It’s a pretty crazy thing when the big story of the week is that there are legislators at the statehouse conducting legislative business during the middle of a legislative session.

The details of the big story — that there are actually just three Democratic House members at the Statehouse because 37 others are off somewhere in Illinois, gathered around the piano in a hotel lounge, singing Sinatra tunes and crying in their martinis — just make it even more ridiculous.

In case you’ve missed it, here’s the recap: Democratic Party House members are mad at Republican House members because Republicans are trying to pass legislation the Democrats don’t like. There are more Republicans in the House than there are Democrats and the democratic process our entire government is built on says that the majority rules. Knowing they are the minority and that things weren’t going to go their way when the votes started being cast, Democrats on Tuesday decided they just wouldn’t go vote at all.  

Apparently, the method to their madness is that under state legislative rules, bills have a fixed timeframe during which they have to be read and voted on. But bills can only be voted on if there’s a quorum — in this case 67 House members — present. If a bill isn’t voted on in the allotted timeframe, it dies. Tuesday was the deadline for more than 20 bills to receive a vote. With all but three of the House’s Democrats on the lam, none of those bills were voted on. So, in effect, they’re all now dead.

Does it sound ridiculous to you yet?

Democrats said Tuesday they would stay in Illinois until they could get “assurances” from Gov. Mitch Daniels and Indiana House Speaker Brian Bosma that the bills the Dems had deemed objectionable would not be reintroduced at any time this legislative session. (To be fair, Republicans staged similar walkouts in 2001, 1991 and 1975; Dems also boycotted votes in 2005 and 1995).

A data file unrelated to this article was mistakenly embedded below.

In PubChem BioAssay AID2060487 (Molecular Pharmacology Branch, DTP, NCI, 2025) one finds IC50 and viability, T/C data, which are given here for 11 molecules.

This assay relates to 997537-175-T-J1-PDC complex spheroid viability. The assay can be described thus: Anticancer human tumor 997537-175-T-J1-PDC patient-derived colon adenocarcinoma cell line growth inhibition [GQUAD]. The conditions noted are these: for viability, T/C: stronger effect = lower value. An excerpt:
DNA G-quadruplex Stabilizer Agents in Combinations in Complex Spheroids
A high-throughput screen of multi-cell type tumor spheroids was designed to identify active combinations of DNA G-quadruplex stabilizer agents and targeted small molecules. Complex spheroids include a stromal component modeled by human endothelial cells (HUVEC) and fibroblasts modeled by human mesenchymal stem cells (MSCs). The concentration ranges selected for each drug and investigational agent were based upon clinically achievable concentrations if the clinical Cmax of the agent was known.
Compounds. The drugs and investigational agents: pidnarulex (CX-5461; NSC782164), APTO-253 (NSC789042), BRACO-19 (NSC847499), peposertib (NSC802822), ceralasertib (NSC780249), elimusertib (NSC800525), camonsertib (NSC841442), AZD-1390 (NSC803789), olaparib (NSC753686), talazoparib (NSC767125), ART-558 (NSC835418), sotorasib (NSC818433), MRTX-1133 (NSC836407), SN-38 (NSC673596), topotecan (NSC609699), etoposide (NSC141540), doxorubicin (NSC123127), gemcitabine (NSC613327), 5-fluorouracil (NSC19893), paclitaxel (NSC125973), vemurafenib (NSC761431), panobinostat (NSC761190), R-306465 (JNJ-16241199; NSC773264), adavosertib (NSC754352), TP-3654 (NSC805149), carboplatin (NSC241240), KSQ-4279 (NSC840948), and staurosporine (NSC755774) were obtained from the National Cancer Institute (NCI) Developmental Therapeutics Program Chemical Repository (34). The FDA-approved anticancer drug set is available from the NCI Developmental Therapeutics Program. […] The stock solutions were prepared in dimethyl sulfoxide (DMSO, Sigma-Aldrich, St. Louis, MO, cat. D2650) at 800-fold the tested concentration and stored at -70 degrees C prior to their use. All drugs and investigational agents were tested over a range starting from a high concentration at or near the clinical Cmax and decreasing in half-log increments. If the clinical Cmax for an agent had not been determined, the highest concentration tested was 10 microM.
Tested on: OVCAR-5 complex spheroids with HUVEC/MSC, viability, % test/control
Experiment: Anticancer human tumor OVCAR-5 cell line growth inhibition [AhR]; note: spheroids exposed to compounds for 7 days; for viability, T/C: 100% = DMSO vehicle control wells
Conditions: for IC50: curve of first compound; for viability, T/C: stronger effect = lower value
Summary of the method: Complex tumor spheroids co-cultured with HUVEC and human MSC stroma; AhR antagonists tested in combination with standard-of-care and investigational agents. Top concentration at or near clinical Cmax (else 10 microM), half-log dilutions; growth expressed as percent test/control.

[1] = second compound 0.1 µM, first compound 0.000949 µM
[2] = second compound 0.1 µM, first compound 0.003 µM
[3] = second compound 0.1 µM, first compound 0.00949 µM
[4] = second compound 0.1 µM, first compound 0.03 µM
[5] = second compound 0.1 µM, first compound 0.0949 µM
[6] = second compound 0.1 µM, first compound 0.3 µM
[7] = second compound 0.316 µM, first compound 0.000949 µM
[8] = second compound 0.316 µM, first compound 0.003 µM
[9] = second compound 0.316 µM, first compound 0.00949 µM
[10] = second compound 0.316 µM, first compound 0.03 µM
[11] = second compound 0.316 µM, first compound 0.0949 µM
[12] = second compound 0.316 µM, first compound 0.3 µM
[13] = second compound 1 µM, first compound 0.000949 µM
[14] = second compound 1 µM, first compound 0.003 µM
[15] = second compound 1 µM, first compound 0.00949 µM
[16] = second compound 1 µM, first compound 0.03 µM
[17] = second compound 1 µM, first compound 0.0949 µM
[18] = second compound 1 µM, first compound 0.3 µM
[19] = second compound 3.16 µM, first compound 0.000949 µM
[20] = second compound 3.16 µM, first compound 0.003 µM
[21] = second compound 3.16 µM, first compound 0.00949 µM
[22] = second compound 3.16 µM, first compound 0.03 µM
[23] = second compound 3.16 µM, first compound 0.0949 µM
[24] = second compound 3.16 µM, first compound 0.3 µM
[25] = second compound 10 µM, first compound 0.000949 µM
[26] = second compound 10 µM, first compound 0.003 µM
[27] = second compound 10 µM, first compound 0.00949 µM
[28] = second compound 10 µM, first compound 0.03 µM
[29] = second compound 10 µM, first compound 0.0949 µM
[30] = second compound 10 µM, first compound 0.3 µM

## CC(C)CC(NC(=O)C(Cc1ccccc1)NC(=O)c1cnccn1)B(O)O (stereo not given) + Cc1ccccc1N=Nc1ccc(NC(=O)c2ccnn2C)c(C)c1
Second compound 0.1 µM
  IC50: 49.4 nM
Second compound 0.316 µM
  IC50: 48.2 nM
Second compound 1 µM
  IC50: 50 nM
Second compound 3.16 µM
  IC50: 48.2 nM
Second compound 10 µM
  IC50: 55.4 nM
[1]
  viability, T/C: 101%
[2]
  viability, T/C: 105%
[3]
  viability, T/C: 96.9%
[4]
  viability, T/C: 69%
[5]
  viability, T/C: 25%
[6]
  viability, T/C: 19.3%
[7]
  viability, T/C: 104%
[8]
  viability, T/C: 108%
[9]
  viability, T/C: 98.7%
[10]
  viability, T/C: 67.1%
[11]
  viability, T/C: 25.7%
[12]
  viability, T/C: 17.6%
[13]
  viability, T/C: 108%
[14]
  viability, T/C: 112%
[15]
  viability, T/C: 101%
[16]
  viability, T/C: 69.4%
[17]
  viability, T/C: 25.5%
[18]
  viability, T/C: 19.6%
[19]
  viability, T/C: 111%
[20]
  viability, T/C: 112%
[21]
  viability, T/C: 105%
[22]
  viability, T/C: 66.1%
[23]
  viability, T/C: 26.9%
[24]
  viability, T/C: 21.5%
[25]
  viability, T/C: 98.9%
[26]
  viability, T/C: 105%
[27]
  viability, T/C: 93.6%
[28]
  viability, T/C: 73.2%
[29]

Bosma and Daniels both issued statements in response Tuesday night, basically telling Dems where to go.

“The House Democrats have shown a complete contempt for the democratic process,” Daniels said Tuesday. “The way that works — as we all learned in grade school — is that if you seek public office, you come, do your duty, you argue, you debate, you amend if you can, you vote ‘no’ if you feel you should. If you are not successful, you go home and take your case to the voters. You don’t walk off the job, take your public paycheck with you and attempt to bring the whole process to a screeching halt.”

We couldn’t have said it better ourselves.

Voters should be disgusted, because more than anything this is a big insult to them.

For months leading up to an election, candidates ask us for our support. They hammer at us to get up and go vote for them on Election Day so they can get the job they want. So we go, we vote, they win and, somehow, we all still lose because apparently temper tantrums have become a more powerful legislative bargaining tool than good, old-fashioned hard work and debate.

And there goes the Democratic process.

Basically what the runaway Democrats are saying is: “You weren’t smart enough to send enough of the right people here [i.e. people who agree with us] so what you think doesn’t count. We’re just going to disregard you and the election and do what we want.”

Again, we point to Gov. Daniels’ statement: “If you are not successful, you go home and take your case to the voters.”

Some of our representatives are going to have a pretty weak case to present when they come home.  The argument of, “I was too scared to lose, so I didn’t play” isn’t something you want to hear any leader say.

The bright spot in all of this is that one of the three Democrats who decided not to run away from their responsibilities is Jeffersonville native Steve Stemler. Stemler, who was just elected to his second term in the House, declined his Democratic buddies’ invitation to its slumber party and continued to report to duty at the Statehouse.  

It’s not the first time he’s found himself on the opposite side of his party’s majority this session, and has supported opinions from the other side of the aisle on some pretty major issues. When asked about his reasons for not going along with the rest of his party this week, Stemler said he decided to stay behind out on “principle.”

Principle. Imagine that.

While some think Stemler’s payback is going to come in the form of punishment from his party, we think he did exactly what the voters here sent him there to do: Stand up for them and do what he thinks is right — not to lose his ability to be an independent thinker and become a carbon copy of everyone else in the Statehouse. And, regardless of what the majority of House Democrats might think, it is the voters who decide what the ultimate payback is going to be.
© 2011 Community Newspaper Holdings, Inc.